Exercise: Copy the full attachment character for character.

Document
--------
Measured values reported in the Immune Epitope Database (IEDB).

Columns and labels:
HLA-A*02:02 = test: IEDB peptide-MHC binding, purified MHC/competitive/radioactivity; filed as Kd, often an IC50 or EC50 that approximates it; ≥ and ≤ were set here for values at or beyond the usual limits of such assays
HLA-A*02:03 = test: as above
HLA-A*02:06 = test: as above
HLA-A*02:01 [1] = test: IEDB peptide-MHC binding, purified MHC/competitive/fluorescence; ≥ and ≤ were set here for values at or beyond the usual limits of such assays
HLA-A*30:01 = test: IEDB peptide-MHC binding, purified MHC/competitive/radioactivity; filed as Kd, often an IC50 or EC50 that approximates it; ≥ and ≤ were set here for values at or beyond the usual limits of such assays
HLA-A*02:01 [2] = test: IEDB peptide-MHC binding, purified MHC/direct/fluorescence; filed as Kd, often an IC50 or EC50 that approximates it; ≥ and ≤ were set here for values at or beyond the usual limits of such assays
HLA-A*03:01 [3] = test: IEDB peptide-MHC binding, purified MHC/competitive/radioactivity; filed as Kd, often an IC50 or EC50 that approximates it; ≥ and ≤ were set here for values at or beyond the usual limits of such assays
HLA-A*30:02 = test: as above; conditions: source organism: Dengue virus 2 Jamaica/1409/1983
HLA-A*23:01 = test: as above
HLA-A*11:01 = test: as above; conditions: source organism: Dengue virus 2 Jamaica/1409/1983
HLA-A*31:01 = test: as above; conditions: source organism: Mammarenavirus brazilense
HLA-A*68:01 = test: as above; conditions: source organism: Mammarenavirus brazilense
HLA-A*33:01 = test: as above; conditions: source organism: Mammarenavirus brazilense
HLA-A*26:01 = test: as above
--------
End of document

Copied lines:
Measured values reported in the Immune Epitope Database (IEDB).

Columns and labels:
HLA-A*02:02 = test: IEDB peptide-MHC binding, purified MHC/competitive/radioactivity; filed as Kd, often an IC50 or EC50 that approximates it; ≥ and ≤ were set here for values at or beyond the usual limits of such assays
HLA-A*02:03 = test: as above
HLA-A*02:06 = test: as above
HLA-A*02:01 [1] = test: IEDB peptide-MHC binding, purified MHC/competitive/fluorescence; ≥ and ≤ were set here for values at or beyond the usual limits of such assays
HLA-A*30:01 = test: IEDB peptide-MHC binding, purified MHC/competitive/radioactivity; filed as Kd, often an IC50 or EC50 that approximates it; ≥ and ≤ were set here for values at or beyond the usual limits of such assays
HLA-A*02:01 [2] = test: IEDB peptide-MHC binding, purified MHC/direct/fluorescence; filed as Kd, often an IC50 or EC50 that approximates it; ≥ and ≤ were set here for values at or beyond the usual limits of such assays
HLA-A*03:01 [3] = test: IEDB peptide-MHC binding, purified MHC/competitive/radioactivity; filed as Kd, often an IC50 or EC50 that approximates it; ≥ and ≤ were set here for values at or beyond the usual limits of such assays
HLA-A*30:02 = test: as above; conditions: source organism: Dengue virus 2 Jamaica/1409/1983
HLA-A*23:01 = test: as above
HLA-A*11:01 = test: as above; conditions: source organism: Dengue virus 2 Jamaica/1409/1983
HLA-A*31:01 = test: as above; conditions: source organism: Mammarenavirus brazilense
HLA-A*68:01 = test: as above; conditions: source organism: Mammarenavirus brazilense
HLA-A*33:01 = test: as above; conditions: source organism: Mammarenavirus brazilense
HLA-A*26:01 = test: as above